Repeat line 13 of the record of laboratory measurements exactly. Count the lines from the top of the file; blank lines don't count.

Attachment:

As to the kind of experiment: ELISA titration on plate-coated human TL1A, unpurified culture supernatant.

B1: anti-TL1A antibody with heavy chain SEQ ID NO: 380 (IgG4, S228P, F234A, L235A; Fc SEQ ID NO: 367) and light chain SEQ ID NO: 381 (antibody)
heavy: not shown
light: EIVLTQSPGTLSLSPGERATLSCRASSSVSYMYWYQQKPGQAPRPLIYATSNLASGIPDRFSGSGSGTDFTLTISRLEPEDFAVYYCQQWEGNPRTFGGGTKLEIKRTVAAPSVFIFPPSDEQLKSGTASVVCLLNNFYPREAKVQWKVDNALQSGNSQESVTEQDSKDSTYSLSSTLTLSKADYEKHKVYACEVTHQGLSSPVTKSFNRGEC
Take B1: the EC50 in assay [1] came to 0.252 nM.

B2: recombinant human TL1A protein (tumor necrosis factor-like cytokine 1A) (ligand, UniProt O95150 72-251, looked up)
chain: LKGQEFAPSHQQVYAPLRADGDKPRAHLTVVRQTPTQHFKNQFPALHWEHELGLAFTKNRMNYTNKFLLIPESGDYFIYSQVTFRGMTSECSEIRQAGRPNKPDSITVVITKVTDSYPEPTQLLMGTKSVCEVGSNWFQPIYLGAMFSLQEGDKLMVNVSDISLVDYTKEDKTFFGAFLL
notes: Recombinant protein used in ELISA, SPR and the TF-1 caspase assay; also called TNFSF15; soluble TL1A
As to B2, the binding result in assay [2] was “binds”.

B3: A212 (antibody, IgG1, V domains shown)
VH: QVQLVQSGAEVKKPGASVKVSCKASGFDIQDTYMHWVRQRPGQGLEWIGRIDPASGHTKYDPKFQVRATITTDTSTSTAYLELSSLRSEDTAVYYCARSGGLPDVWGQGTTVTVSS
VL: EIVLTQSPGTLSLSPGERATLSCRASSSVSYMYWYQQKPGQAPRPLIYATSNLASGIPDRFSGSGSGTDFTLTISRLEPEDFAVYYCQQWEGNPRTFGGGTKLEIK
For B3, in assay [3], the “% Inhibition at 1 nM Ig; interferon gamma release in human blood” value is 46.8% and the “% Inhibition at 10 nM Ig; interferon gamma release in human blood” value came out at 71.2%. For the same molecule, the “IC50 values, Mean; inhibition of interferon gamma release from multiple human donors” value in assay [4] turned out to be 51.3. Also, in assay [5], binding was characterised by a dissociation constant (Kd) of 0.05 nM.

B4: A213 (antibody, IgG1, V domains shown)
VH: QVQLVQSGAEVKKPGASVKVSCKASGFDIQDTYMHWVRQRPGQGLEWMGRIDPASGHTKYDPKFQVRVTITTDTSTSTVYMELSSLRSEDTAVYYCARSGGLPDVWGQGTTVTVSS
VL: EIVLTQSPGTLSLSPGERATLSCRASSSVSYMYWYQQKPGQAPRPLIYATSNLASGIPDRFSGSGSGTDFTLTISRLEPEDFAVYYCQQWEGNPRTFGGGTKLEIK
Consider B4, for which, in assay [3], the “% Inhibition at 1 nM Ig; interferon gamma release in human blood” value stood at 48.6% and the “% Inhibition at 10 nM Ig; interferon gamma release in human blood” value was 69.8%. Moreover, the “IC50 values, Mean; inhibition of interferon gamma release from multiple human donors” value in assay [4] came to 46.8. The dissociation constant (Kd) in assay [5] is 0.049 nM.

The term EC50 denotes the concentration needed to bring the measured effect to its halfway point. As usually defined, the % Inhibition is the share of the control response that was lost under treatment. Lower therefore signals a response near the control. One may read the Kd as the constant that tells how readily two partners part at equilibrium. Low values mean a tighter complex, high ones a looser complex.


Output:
For B3, in assay [3], the “% Inhibition at 1 nM Ig; interferon gamma release in human blood” value is 46.8% and the “% Inhibition at 10 nM Ig; interferon gamma release in human blood” value came out at 71.2%. For the same molecule, the “IC50 values, Mean; inhibition of interferon gamma release from multiple human donors” value in assay [4] turned out to be 51.3. Also, in assay [5], binding was characterised by a dissociation constant (Kd) of 0.05 nM.